By Edmund Willison
25 April 2017
This week sees the return of the former darling of tennis, Maria Sharapova, after a 15-month drugs ban from professional sport. The highest earning woman in global sport plays as a wild card in the Porsche Grand Prix in Stuttgart from Wednesday.
In the wake of her positive test early last year for a recently banned substance, meldonium, her fans and other members of the ‘tennis family’, including some sponsors and media, sought a possible explanation to clear Sharapova’s name. One line was rarely heard – “The testers finally caught up”.
Herein lies the problem anti-doping authorities face: positives tests do not prove intent to enhance performance illegally. The discovery of a new drug that provides an unfair athletic advantage, followed by a spate of positives for that substance should increase faith in the job the authorities are doing. Yet a prevailing attitude among many is to entertain the myriad excuses put forth by athletes for their drug use: administrational errors, innocent mistakes, existing medical problems. The narrative becomes skewed.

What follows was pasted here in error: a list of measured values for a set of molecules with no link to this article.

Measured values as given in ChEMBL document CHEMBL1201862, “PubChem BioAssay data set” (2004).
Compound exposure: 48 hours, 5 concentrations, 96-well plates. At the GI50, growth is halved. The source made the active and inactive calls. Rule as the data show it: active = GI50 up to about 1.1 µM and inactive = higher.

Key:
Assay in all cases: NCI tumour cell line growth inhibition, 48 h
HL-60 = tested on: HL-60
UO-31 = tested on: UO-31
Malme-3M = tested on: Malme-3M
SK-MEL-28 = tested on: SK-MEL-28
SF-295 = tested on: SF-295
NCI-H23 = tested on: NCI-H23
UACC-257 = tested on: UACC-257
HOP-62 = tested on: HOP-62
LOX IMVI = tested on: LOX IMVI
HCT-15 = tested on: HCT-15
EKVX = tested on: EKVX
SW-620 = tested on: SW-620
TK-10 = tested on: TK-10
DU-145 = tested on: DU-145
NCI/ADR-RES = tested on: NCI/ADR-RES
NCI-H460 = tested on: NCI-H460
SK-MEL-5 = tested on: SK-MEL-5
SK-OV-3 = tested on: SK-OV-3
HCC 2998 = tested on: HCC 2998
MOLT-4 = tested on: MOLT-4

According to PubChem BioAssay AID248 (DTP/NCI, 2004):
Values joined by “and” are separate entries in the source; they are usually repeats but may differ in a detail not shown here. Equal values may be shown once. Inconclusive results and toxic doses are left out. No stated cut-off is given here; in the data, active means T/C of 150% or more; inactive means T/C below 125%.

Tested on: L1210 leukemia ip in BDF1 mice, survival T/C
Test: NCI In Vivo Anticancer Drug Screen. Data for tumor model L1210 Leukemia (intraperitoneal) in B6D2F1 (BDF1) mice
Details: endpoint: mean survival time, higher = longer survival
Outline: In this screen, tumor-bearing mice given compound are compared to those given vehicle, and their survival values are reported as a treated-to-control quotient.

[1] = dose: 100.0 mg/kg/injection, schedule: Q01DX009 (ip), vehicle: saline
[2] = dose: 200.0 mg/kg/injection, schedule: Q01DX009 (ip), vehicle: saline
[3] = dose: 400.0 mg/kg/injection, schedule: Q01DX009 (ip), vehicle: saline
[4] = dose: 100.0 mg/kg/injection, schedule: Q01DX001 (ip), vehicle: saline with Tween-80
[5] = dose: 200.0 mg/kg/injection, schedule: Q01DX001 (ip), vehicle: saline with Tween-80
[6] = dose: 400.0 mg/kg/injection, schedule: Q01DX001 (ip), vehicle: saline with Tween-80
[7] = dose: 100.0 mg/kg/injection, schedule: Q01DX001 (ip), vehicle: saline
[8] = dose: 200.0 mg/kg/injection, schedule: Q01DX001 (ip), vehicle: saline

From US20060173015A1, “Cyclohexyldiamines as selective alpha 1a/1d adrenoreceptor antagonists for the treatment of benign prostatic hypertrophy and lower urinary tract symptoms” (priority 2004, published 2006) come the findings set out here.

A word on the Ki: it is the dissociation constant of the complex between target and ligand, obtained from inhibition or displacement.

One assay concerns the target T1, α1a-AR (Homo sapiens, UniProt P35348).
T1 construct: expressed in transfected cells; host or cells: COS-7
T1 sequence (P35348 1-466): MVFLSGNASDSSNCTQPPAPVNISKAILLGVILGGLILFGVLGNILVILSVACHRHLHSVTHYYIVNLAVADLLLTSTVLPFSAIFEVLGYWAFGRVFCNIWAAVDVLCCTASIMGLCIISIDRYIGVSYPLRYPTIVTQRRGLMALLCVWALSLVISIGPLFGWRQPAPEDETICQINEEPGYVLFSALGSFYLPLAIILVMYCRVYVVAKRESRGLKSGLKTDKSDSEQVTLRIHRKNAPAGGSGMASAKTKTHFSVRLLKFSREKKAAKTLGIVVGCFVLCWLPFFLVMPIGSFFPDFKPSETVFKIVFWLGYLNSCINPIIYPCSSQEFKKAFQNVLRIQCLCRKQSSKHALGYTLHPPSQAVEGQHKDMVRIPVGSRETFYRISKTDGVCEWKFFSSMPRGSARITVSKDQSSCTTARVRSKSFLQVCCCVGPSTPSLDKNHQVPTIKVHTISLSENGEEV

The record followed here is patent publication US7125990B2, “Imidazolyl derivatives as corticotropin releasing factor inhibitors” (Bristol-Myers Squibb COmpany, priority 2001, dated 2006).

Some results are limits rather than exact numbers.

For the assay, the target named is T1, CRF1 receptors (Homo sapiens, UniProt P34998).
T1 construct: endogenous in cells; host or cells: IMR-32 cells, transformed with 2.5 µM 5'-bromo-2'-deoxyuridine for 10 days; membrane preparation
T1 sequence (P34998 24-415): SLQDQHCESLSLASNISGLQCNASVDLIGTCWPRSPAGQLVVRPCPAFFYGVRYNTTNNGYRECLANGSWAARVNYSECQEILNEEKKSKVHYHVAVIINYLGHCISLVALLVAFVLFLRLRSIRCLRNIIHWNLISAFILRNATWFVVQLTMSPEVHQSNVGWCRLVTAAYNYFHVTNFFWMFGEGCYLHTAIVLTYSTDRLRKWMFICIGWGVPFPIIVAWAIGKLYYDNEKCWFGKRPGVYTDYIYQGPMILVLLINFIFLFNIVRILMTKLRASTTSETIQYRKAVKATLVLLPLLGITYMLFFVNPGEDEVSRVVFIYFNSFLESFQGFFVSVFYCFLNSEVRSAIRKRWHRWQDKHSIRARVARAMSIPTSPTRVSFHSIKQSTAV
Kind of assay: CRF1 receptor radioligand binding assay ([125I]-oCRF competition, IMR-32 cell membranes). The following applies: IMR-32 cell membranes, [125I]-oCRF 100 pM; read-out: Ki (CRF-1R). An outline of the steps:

The meldonium scandal is not unique. In the early Noughties there were similarly hundreds of positive tests for another substance, an anabolic steroid, nandrolone, across a range of sports from football to tennis, from athletics to martial arts to baseball. Arguably the two most famous positive tests (famous now, at least) belonged to a then football player, now manager, Pep Guardiola.
The respective journeys of Sharapova and Guardiola through the anti-doping prosecution process attest to the uphill battle anti-doping organisations can face. One admitted to the use of the drug, the other didn’t. One was cleared of intent, the other was cleared entirely.
Their stories illustrate how ‘drug cases’ in sport are often far from light and dark. A substance can be completely legal one day, totally illegal the next; legal in one situation, prohibited in another. Sportspeople need to be 100 per cent responsible for any substance in their system, yet are allowed to argue mitigation on why they might not be responsible.
Ultimately rules are framed in black and white. Innocent. Guilty. The uncomfortable reality is so many shades of grey.
The Sharapova and Guardiola cases underline different paths that athletes take to clear their names. Guardiola used a variety of defences over a number of appeals, while Sharapova was restricted to one line of defence after admitting to taking meldonium. The job of the authorities is ever more difficult – how do you separate the honest from the untruthful?
Pep Guardiola’s two failed tests for nandrolone
In late November 2001, the Italian National Olympic Committee (CONI) announced that Pep Guardiola, then playing for Brescia Football Club (left), had twice tested positive for nandrolone. The timing was devastating. After a period out of the game this was only his second official match for the club.